YOU DON’T KNOW HER. BUT SHE KNOWS YOU.
Rear Window meets Gone Girl, in this exceptional and startling psychological thriller
Three young women, three different lives, but each linked in a specific way. Rachel is divorced and raw; she’s been drinking way more than she should for some time now. She is lonely and has let herself go. She drinks on the commuters’ train and as she does so, she imagines the lives of the people who she sees as the train passes a particular spot each morning and evening. She finds comfort in the mental pictures she paints of the lives of the lovely couple she sees every day, in contrast to her own wreck of a life.
Megan is married to Scott. She used to run an art gallery, then looked after Anna’s baby after her gallery failed. Megan has secrets she has never told anyone until now.
Anna is married to Tom, and they live together with their baby, Evie. Anna is the other woman. She was Tom’s mistress before she was his wife, and she loved the thrill of being a mistress, the drama of the secret meetings, the passion of being desired.
Each of these women narrates her story, each is hiding something either wilfully or in Rachel’s case, because she can’t quite remember. On the surface, each is living a normal, if not placid, life.
The story is told through the narration of Rachel, Anna and Megan over the course of just under a year. Each has her own secrets. Rachel her drinking; Megan has her own demons and Anna is living in what used to be Rachel’s house.
One day, while looking from the train at her favourite house, Rachel sees something that tells her that the fantasy she has woven about her perfect couple, a couple she may be just a little obsessed with, ‘Jess and Jason’, is not at all what she imagined.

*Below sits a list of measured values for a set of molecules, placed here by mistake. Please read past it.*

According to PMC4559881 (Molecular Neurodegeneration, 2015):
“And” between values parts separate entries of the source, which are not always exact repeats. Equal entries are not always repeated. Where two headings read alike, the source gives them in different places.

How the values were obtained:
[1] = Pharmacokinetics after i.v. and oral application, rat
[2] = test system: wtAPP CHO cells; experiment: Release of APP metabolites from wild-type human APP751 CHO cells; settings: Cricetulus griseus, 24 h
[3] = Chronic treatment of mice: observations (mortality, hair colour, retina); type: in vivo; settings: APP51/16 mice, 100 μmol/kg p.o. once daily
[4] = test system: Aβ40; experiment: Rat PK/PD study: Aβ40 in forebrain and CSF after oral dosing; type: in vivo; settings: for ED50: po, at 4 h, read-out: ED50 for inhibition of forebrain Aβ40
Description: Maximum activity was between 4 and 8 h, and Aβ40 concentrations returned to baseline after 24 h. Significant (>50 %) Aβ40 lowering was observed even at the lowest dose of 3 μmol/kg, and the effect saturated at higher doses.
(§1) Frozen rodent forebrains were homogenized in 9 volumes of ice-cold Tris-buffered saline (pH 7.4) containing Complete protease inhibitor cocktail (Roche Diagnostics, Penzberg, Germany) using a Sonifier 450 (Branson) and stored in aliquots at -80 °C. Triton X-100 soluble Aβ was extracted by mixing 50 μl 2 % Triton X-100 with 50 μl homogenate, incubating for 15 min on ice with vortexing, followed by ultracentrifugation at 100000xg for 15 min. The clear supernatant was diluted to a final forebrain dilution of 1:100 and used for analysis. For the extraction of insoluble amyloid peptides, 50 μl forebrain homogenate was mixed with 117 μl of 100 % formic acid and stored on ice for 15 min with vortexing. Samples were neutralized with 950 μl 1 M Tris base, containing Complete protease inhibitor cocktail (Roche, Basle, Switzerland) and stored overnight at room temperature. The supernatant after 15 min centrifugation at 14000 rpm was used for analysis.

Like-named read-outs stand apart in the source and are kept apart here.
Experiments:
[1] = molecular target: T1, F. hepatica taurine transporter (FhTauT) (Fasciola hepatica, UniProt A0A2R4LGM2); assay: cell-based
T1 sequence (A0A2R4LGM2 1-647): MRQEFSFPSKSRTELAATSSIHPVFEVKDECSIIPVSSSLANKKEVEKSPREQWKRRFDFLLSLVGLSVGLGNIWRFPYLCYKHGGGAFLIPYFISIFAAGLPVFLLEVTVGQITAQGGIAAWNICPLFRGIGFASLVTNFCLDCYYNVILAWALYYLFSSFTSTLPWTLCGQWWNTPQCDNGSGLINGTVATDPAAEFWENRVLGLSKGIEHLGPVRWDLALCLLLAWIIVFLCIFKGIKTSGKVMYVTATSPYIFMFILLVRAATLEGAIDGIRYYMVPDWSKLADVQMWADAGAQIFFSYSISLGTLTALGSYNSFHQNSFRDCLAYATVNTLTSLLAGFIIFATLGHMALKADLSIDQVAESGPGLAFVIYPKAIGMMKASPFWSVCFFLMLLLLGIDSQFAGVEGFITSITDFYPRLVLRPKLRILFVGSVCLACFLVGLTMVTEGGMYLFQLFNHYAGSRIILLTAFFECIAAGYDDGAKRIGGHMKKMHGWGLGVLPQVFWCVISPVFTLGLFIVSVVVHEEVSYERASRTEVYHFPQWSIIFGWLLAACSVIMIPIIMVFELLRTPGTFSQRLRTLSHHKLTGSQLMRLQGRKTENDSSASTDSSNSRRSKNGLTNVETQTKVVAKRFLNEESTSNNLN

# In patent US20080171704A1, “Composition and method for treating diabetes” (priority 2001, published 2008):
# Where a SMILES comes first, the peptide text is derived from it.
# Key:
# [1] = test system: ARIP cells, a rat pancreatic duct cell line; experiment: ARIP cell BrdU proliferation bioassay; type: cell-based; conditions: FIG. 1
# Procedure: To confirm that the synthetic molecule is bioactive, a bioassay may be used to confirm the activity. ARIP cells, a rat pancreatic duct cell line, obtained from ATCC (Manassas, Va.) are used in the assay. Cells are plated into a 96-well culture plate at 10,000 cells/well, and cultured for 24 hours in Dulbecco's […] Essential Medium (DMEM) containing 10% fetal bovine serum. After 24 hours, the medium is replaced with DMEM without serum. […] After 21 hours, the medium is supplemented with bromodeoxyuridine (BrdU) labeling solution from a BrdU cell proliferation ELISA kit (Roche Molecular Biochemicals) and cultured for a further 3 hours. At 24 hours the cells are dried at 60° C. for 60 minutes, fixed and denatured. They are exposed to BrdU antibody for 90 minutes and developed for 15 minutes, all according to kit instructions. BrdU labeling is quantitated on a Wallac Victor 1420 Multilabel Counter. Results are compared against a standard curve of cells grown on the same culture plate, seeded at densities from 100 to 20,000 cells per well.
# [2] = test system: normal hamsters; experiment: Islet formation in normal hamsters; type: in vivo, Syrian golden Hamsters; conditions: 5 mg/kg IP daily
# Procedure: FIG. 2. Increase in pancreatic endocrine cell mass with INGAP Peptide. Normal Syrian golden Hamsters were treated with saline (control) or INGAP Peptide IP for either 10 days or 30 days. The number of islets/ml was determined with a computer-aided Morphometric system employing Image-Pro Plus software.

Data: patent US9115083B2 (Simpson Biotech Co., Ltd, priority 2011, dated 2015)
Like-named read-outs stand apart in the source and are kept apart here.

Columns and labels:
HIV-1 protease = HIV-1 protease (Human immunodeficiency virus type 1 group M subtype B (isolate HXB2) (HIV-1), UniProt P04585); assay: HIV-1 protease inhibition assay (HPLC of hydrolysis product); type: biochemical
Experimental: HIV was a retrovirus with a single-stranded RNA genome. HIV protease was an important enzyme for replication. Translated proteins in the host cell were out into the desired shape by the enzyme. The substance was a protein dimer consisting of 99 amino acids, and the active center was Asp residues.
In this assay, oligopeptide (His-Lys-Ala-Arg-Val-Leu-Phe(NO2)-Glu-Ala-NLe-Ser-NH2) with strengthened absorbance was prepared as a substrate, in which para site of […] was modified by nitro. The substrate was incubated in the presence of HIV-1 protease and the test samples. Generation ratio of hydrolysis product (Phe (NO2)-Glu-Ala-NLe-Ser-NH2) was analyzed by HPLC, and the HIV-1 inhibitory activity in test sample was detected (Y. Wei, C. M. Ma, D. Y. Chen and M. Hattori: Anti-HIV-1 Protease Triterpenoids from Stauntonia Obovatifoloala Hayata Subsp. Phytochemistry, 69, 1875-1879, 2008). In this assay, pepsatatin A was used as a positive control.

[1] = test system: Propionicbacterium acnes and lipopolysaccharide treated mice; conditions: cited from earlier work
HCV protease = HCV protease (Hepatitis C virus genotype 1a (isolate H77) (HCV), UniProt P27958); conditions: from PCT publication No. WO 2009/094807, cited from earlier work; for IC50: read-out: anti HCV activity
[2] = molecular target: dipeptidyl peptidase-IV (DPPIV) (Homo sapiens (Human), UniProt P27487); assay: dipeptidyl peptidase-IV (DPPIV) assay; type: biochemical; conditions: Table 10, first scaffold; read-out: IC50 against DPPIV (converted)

What she has seen proves to be important in the subsequent police investigation. But is her recollection reliable? She has had blackouts and she is hardly a believable witness. But her obsession with Jess and Jason leads her to want to intervene, to tell what she has seen.
This is Paula Hawkins’ first novel and it is an assured debut. The characters are well drawn, especially Rachel, whose flaws are acutely observed. The pace is fast and this psychological thriller draws the reader into the lives of each of these women as they tell their stories alternately.
As each character’s story unfolds, there are twists and false turns, and it gets harder for the reader to tell where the truth lies. The different perspectives make it hard for the reader to know what information to trust.
This is a clever and gripping read, with deceptions and tensions in abundance. A great first novel and an author to note.
The Girl On The Train is published on 15th January 2015